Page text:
US2696784A - Machine for marking strips of gummed labels and the like - Google Patents

Machine for marking strips of gummed labels and the like Download PDF

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US2696784A
US2696784A US138375A US13837550A US2696784A US 2696784 A US2696784 A US 2696784A US 138375 A US138375 A US 138375A US 13837550 A US13837550 A US 13837550A US 2696784 A US2696784 A US 2696784A
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strip
machine
labels
feed
roll
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US138375A
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Frederick C Geiler
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Paxar Americas Inc
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    • BPERFORMING OPERATIONS; TRANSPORTING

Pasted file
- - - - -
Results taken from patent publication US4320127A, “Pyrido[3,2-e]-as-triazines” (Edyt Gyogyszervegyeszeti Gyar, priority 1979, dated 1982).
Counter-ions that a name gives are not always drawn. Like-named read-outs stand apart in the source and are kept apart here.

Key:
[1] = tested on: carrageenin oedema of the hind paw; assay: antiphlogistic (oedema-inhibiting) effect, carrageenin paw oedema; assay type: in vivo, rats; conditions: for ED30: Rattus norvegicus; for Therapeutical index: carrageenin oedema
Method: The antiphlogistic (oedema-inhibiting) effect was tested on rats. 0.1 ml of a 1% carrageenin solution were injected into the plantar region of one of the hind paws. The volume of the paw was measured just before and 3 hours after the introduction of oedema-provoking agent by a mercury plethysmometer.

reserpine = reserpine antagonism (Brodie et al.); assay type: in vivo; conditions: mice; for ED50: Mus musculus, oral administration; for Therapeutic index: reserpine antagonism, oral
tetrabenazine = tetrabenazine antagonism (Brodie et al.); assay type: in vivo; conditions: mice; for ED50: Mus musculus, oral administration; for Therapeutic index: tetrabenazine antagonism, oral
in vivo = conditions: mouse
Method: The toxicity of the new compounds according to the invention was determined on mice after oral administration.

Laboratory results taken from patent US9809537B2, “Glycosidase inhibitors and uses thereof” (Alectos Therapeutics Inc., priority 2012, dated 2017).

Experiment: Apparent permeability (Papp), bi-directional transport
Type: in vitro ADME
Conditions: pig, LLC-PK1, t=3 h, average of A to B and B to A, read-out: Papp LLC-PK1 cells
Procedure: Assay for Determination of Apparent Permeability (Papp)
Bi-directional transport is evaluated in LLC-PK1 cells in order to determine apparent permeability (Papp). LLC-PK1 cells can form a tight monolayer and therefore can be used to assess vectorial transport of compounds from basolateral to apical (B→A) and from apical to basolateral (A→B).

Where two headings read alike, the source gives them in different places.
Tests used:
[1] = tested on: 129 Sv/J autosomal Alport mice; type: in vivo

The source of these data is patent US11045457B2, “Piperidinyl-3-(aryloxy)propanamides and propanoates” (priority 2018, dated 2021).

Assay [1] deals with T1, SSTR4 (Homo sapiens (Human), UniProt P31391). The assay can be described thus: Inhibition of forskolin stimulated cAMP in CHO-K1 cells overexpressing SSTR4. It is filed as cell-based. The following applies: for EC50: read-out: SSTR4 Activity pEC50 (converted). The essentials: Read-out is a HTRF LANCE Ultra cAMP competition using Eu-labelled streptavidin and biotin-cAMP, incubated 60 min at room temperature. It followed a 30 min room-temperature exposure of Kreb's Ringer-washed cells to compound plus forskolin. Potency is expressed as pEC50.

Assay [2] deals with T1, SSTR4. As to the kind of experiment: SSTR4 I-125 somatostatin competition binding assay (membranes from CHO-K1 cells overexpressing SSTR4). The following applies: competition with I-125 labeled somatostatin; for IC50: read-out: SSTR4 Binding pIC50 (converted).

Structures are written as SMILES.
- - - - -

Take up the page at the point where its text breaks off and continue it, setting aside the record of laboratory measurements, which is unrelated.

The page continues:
• B41PRINTING; LINING MACHINES; TYPEWRITERS; STAMPS
    • B41KSTAMPS; STAMPING OR NUMBERING APPARATUS OR DEVICES
    • B41K3/00Apparatus for stamping articles having integral means for supporting the articles to be stamped
    • B41K3/44Means for handling copy matter
    • B41K3/48Means for handling copy matter for conveying intermittently to or from stamping station

Description

F. C. GEILER Dec. 14, 1954 MACHINE FOR MARKING STRIPS OF GUMMED LABELS AND THE LIKE 4 Sheets-Sheet 1 Filed Jan. 13, 1950 ,1 rr xnfys Dec. 14, 1954 F. c. GEILER 2,696,784

MACHINE FOR MARKING STRIPS OF GUMMED LABELS AND THE LIKE Filed Jan. 15, 1950 4 Sheets-Shee 2 IN VEN TOR.

,4 rranuiy Dec. 14, 1954 F. c. GEILER 2,

MACHINE FOR MARKING STRIPS 0F GUMMED LABELS AND THE LIKE Filed Jan. 15, 1950 4 Shets-Sheet s INVEN TOR. W a 24k wme@w+ Dec. 14, 1954 F. c. GEILER MACHINE FOR MARKING STRIPS OF GUMMED LABELS AND THE LIKE Filed Jan. 15, 1950 4 Sheets-Sheet 4 BY W 7 dled lengths.